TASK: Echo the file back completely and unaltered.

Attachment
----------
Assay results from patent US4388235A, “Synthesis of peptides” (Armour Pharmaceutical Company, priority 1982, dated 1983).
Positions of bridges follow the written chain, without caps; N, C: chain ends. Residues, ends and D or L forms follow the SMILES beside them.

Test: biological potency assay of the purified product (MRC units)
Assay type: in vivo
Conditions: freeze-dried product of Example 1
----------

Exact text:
Assay results from patent US4388235A, “Synthesis of peptides” (Armour Pharmaceutical Company, priority 1982, dated 1983).
Positions of bridges follow the written chain, without caps; N, C: chain ends. Residues, ends and D or L forms follow the SMILES beside them.

Test: biological potency assay of the purified product (MRC units)
Assay type: in vivo
Conditions: freeze-dried product of Example 1